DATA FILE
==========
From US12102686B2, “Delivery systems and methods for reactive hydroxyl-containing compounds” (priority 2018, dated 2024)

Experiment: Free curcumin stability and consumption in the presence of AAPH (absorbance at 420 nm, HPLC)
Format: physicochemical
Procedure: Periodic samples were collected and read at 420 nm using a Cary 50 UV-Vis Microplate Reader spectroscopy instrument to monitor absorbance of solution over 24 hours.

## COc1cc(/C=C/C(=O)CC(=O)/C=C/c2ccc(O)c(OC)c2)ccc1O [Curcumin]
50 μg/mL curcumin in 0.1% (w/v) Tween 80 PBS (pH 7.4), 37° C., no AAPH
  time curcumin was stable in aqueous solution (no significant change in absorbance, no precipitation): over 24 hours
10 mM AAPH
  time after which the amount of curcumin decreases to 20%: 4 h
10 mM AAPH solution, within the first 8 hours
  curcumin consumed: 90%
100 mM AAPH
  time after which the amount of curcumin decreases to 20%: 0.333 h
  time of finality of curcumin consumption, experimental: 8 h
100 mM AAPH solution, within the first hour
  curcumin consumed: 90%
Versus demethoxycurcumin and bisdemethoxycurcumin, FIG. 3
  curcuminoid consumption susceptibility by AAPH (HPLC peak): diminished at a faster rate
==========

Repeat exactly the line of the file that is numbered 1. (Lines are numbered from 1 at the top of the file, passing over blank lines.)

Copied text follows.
From US12102686B2, “Delivery systems and methods for reactive hydroxyl-containing compounds” (priority 2018, dated 2024)